With third-party “cookie depreciation,” there’s now greater emphasis on first party data. As such, Nielsen has unveiled a new approach to measuring authenticated and unauthenticated web traffic.
This will see Nielsen become the only platform to validate first party server data with real consumer behavior.
The move means Nielsen will eliminate its reliance on digital identifiers while ensuring that advertisers and publishers “can continue to measure confidently in a dynamic, privacy-first media environment.”
The result, says Nielsen, will allow it to become “the leading platform to validate first party server data with real consumer behavior.”
“If the industry has learned anything since the rise of cookies, it’s that digital media measurement must remain scalable, flexible and useful,” said Mainak Mazumdar, Chief Data Officer at Nielsen. “Nielsen’s new cookieless measurement approach will further position the company to deliver deduplication across linear and digital as part of Nielsen ONE. Our new approach to measuring authenticated and unauthenticated digital traffic will enable us to scale across channels and platforms to ensure a comprehensive view of success and uncover areas for optimization.”
In the new world order, digital traffic will ultimately move into two distinct categories for measurement following the deprecation of digital identifiers:
Authenticated: Traffic with identifiers on properties which have logged in environments or consented devices. To measure authenticated traffic, Nielsen will leverage all available identifiers and first-party data from participating clients, such as hashed email addresses, Unified ID 2.0 and select, verified self-reported demographic labels. This will ensure interoperability in the ad ecosystem, including with walled gardens, and simplify measurement for clients by reducing reliance on third parties.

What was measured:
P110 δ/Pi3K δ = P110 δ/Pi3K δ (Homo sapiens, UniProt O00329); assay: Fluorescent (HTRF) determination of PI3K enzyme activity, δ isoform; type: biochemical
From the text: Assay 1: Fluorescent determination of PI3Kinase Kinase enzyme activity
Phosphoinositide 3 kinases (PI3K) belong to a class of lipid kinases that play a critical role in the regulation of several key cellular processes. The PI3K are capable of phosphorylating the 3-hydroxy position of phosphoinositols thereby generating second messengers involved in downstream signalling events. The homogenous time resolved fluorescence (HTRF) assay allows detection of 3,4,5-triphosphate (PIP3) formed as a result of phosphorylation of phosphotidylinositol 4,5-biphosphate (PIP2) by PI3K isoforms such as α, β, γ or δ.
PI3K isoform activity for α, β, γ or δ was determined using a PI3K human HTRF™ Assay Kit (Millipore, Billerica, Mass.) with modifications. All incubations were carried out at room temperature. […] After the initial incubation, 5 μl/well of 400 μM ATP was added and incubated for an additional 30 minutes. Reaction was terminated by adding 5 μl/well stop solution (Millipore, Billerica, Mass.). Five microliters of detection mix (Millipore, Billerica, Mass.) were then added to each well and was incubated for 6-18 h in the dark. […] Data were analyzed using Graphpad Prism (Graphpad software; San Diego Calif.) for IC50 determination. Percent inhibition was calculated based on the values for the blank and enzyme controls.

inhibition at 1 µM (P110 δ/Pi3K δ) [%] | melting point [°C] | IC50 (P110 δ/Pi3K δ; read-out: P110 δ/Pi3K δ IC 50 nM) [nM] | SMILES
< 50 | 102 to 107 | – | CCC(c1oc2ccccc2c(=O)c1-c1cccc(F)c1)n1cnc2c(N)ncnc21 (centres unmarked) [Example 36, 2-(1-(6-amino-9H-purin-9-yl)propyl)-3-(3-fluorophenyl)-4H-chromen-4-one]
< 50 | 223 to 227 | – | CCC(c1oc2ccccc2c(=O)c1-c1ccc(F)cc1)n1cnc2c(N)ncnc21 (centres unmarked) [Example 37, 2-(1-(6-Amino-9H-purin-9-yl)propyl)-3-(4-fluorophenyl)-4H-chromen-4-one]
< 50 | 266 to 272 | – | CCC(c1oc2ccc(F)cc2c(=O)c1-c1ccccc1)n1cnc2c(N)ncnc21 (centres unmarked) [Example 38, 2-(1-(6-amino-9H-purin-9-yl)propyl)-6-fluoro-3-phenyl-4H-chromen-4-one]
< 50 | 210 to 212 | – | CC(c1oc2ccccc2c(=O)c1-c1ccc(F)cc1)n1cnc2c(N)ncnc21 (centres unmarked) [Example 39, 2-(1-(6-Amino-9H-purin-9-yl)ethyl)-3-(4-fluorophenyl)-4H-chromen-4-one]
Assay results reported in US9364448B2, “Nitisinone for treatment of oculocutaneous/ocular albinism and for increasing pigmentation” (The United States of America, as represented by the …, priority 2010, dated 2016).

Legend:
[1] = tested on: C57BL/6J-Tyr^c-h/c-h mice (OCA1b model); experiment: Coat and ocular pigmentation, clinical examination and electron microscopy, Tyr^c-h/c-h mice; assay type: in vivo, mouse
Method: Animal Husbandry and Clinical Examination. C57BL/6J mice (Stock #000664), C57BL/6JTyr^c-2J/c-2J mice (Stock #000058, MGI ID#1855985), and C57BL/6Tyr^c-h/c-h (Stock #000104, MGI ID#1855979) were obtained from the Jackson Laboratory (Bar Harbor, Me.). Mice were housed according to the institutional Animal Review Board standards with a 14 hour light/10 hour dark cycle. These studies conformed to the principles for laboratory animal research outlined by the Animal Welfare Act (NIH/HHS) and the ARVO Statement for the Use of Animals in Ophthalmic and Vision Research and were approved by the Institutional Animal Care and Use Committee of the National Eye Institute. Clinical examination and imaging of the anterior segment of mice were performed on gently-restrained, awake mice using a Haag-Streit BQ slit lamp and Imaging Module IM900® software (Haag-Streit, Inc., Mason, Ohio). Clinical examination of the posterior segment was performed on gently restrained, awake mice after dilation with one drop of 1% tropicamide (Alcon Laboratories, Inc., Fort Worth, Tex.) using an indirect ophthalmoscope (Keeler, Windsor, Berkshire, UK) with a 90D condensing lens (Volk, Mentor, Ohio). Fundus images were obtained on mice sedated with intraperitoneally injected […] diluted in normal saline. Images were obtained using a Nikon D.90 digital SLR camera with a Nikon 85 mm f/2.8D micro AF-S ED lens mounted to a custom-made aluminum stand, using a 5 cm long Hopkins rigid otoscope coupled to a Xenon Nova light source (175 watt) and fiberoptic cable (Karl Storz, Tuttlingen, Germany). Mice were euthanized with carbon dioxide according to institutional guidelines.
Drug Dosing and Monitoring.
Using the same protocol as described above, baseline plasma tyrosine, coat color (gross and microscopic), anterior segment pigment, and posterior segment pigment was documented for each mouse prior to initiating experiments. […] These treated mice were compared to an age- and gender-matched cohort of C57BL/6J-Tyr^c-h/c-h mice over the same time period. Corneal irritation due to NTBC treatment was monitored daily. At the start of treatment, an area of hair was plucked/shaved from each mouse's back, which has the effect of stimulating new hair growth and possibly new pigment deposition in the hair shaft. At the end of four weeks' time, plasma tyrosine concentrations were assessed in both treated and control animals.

Unauthenticated: Logged out traffic or traffic on properties that do not have logged in environments or where no alternative identifiers can be provided. To measure anonymous traffic, Nielsen has developed a machine learning technique with additional contextual data signals including time, browser, content and device information, as well as FLoC groups. The model is validated against the panel for accuracy. Demographics of unauthenticated behavior are also modeled and validated with panel observations for both representation and accuracy.
Late last year, Nielsen announced its ID Resolution System, which serves to unify the identity data that Nielsen receives in an interoperable way across the media ecosystem. As part of the Nielsen ID System, the Nielsen ID Graph is calibrated against and validated by Nielsen’s people-based panels.